Who Are The Real Victims Of The NHL Lockout?
RENEE MONTAGNE, HOST:
The lockout is over and the much delayed National Hockey League's season is now set to begin on Saturday. The regular season will run 48 games instead of the usual 82.
So what's the economic effect of missing almost half the season? NPR's Mike Pesca finds, not as bad as you might think.
MIKE PESCA, BYLINE: We've all seen the reports during the lockout, the empty bar near the arena should be brimming with Bruins backers or a Washington Avalanche acolytes. Or maybe it's not a bar. Maybe it's pizza in Pittsburgh.
UNIDENTIFIED MAN: On the other side of the arena, Pizza Milano's was a lot quieter tonight that it would be with the Penguins in town.
PESCA: It figures the local news to feature the shots of the unturned turnstiles. And mayors in Boston, Philadelphia and other places estimated that their teams generated $1 million of economic activity every game.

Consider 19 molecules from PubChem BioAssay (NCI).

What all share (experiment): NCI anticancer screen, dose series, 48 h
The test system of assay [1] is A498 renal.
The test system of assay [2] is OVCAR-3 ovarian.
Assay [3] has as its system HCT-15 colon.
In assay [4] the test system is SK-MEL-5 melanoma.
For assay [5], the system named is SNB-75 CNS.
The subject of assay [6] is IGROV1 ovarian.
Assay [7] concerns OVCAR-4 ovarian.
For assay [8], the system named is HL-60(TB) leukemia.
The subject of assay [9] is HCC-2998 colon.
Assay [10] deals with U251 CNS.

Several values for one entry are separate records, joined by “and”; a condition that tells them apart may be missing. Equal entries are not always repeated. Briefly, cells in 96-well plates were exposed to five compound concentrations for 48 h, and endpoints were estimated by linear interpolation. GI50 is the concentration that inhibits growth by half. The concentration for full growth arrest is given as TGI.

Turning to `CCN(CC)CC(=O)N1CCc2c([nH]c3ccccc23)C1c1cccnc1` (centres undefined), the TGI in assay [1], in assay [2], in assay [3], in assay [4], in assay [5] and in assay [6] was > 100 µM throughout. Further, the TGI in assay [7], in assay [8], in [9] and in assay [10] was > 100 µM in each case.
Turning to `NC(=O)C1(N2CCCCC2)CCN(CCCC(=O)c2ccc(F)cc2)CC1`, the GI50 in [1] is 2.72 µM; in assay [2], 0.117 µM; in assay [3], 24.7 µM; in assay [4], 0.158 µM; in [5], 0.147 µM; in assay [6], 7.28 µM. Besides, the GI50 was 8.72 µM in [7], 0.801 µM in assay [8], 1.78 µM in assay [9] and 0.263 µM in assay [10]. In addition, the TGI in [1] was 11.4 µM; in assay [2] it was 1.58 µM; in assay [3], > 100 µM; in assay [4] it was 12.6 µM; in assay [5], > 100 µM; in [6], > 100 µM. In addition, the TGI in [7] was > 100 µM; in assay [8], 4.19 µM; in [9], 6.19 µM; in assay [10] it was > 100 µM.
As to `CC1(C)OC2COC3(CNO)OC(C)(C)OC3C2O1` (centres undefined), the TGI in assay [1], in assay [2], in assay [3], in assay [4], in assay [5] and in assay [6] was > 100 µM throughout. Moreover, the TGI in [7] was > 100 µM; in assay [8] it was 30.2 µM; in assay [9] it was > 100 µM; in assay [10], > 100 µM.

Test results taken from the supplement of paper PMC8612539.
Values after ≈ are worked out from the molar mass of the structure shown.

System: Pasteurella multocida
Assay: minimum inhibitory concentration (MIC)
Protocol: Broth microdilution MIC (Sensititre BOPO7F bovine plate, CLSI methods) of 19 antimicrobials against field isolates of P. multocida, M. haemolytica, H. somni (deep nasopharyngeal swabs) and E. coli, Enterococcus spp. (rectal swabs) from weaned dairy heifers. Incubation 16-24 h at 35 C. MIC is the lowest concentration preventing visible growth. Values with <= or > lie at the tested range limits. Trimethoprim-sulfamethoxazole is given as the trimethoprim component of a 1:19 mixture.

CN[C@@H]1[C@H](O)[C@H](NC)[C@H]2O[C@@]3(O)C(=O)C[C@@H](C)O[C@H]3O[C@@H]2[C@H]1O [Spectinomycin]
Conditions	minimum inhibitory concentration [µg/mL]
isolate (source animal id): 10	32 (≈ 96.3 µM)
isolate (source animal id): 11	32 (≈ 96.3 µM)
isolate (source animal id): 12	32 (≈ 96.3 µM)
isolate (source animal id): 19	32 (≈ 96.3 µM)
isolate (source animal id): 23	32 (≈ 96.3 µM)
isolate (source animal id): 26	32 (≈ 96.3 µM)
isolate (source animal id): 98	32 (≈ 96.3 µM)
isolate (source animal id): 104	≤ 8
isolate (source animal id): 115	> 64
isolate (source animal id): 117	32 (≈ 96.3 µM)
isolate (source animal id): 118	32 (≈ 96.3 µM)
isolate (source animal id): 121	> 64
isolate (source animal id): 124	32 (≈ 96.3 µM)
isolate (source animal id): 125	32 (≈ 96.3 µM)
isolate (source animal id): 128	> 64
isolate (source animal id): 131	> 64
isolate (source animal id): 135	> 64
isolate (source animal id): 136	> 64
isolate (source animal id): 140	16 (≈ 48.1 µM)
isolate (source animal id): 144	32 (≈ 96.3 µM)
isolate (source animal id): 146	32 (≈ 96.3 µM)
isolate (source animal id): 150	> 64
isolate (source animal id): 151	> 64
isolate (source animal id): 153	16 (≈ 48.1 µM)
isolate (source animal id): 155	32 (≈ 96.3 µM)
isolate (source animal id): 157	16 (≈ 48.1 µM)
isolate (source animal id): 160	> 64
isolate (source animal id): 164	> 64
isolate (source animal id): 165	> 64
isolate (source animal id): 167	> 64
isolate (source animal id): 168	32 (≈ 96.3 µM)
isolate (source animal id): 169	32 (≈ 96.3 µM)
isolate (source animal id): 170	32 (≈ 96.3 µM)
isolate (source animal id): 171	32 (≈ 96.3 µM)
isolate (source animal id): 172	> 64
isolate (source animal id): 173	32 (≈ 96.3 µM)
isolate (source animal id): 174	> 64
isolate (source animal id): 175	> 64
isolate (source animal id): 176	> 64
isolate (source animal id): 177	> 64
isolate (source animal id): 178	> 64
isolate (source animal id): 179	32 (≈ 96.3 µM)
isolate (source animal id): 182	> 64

But economists dispute those figures - or rather they say they're true as far as they go. But they don't take into account the barely perceptible uptick in thousands of businesses where hockey fans wind up spending the discretionary income they would've spent on hockey.
Even the broadcast partners of the teams weren't left hurting that much, says John Ourand, of the Sports Business Journal.
JOHN OURAND: The way it works is cable operators just don't pay the regional networks as much. Basically what happened was they lost the first couple of games of the season that people generally don't watch as heavily as they do toward the end.
PESCA: Ourand points to the ticket takers, the ushers, the workers on game day as real victims of the lockout. Players, owners and municipalities will be relatively unscathed.
Mike Pesca, NPR News.
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